Photographer Deniz Merdano was born in 1983 in Istanbul, Turkey. He did not get into photography until his move to the Canadian West Cost in 2001. There he began to explore the quiet landscape and the dwellers within. This immense change in his daily routine from the buzzing streets of Istanbul to the serene nature of the pacific northwest, forced him to examine the very nature of the daily life. After completing his Photography Degree at Emily Carr University in Vancouver, BC he moved to Montreal, QC where he currently works on his current projects and runs a photography school. His book, +90 is available now and the title is taken from Turkey’s international calling code. Below, Deniz writes about an experience he had in writing this book.
I am sitting on a weathered, old wooden chair, steps from the remains of the last Citadel of Ottoman Empire in Babakale. The chair is nothing fancy. I have seen it a million times growing up. At cafe’s, patios, backyards, holding trays of teacups, holding the old up and acting as the poles of a football goal in a street match. One goal is always a little smaller than the other. They are measured and set with the measuring system of steps. One kid must have smaller feet than the other.
The citadel is no different. I have seen many like it; I know there is nothing inside but yellow grass growing between the fortress stones that weigh a metric ton, faded Efes Beer cans half crumpled in a corner with an empty Marlboro soft pack alongside. These are not the old I am looking for. The old I am looking for is long gone.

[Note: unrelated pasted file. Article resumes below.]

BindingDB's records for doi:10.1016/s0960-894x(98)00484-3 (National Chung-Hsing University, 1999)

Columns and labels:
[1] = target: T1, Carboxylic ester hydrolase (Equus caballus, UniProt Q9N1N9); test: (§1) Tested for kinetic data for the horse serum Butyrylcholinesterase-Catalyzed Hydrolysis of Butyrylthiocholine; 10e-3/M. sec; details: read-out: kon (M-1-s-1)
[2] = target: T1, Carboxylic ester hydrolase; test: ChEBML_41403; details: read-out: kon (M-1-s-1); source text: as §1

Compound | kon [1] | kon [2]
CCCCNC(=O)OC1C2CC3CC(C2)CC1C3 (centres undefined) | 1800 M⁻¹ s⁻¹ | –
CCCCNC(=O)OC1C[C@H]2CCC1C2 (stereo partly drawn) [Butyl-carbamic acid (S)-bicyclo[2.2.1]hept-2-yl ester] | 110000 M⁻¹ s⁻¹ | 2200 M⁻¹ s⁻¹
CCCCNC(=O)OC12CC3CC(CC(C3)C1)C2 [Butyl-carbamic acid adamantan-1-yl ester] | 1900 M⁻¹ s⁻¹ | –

Looters, weather, sun, sea…
They have taken it all. So I make do with the yellow grass and rumpled cigarette packs. When I ask for a refill on my black tea, I shift slightly; I catch a glimpse of the lighthouse on the tip of the pier and beyond it, not far, is the island of Mytilini.
I don’t know what Mytilinian people are doing there at this moment in time. They must be looking over their lighthouse while drinking tea and wondering the same. I can almost make the cars driving on it. I am sweating as I think all this. They seem all white. Maybe they sell only white cars in Mytilini i tell myself, just to stay calm.
I drink more tea. My phone rings… Not the usual dreadful ring. sounds chirpy, upbeat. Pick it up! This one may be important.
“Hey Deniz. It’s Chris, I’m in Paris, your invite still valid?”
International call.. He dialed a 15 digit phone number, +90542841…
“I didn’t think you would call. I am sitting on a weathered, old wooden chair, steps from the remains of the last Citadel of Ottoman Empire in Babakale. Western tip of Asia. Care to come out here? Bring a pen and paper.”
Next evening, I drive a dangerous, twisty, scorpion of a road for 100kms in the middle of the night to pick Chris up. Town of Ezine, he took a 14 hour sweaty bus ride from Istanbul to get here. He is sitting outside the bus terminal.
Drinking tea, it’s 1:00 a.m. We drive.
The air is green with olives. Heavy and salty.
Chris is white with Turkish driving.
15 digits, different every time but always the same +90.
Chris followed me around for the next 12 days as I photographed a part of this series.
Many people photographed in this body of work do not have access or knowledge of the Internet. So we made a book that is permanent, timeless and about moments.